"Parents make that same choice every time they let their child go out to the beach or go on a sunny vacation," he said.

"About three to five percent of our industry is to do with under 18. They only come in for prom or with parents for vacation."

The decision comes after the government consulted the medical community, municipalities and the tanning industry, with all but the industry association calling for a ban.

Nova Scotia already bans anyone under 19 from using tanning beds, and the city of Victoria implemented its own ban last year.



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QueenBZ's picture
Replies 5
Last reply 3/21/2012 - 6:42am

I hope I am not overstepping proper protocol but I had noticed KatyWI had not been active on the board for a while.  Sadly, she passed away Friday, March 16th.  I was in email contact with Katy on occasion being that we live in such close proximity.  She had completed the WI Ironman on September 11th with the proceeds going to MRF and her positive attitude about life just struck a cord with me. So hard to believe in just 6 months someone can go from the success of completing the grueling test of endurance of an Ironman to succumbing to this beast.  I have such a heavy heart and my prayers are with her family.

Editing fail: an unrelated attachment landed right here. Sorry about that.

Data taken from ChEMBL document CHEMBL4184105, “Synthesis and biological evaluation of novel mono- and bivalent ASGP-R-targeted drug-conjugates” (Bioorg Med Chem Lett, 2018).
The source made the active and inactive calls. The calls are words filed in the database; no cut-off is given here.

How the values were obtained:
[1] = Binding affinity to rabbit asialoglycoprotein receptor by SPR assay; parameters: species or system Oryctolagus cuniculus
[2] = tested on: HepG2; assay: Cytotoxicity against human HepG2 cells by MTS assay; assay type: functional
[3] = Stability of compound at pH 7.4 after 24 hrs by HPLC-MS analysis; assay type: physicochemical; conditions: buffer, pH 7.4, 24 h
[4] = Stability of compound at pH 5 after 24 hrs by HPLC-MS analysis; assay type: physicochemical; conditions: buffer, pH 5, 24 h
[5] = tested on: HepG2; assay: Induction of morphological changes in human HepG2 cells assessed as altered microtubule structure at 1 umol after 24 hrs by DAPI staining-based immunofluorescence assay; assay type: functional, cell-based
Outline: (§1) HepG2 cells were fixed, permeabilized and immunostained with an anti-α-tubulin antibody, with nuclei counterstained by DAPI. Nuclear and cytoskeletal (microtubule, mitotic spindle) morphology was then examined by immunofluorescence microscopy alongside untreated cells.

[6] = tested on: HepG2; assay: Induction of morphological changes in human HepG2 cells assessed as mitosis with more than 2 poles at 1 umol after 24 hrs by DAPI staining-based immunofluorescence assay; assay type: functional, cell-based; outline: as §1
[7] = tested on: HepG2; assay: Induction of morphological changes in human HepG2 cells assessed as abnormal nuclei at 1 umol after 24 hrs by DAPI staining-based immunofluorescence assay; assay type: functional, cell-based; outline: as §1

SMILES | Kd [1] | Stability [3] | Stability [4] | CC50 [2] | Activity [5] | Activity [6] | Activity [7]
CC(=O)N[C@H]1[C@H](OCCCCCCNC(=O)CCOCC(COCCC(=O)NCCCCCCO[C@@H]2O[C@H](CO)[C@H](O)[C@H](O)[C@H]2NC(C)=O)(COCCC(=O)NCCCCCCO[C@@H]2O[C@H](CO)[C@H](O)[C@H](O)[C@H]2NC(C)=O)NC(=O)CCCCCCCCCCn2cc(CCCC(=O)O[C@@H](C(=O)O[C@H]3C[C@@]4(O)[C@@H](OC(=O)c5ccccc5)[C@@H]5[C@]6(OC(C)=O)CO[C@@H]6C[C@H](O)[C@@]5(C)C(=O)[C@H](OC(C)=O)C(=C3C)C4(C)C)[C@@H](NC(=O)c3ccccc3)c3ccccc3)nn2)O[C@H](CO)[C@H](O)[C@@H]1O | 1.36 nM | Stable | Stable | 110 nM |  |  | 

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sheri47's picture
Replies 3
Last reply 3/21/2012 - 4:55am

a little info first, my moms first mm was in 1982 left heal had it removed   stage 1 level 5.   2001 encased in a lymphnode in her stomach surgery no other treatment she refused it, 2005 back to the same heal. same thing in 2009, with surgery to remove,  still only treatment was surgery,

2011 back again same spot on foot, now they want to remove the leg under the knee , she refused that, took new drug that starts with  a Zo  was working but she stopped it said it messed her stomach up , now the found a 2 cm mass in right tempral part of brain one dr said yes its mm and one said he did not think so and he wwould not know unless he removed it,   all she heard was it may not be cancer and went home to do nothing  she she does not want to have surgery and she put it in Gods hands ,  so i guess this is my ?  with the tumor being 2cm  how long would she have  by doing nothing. thank you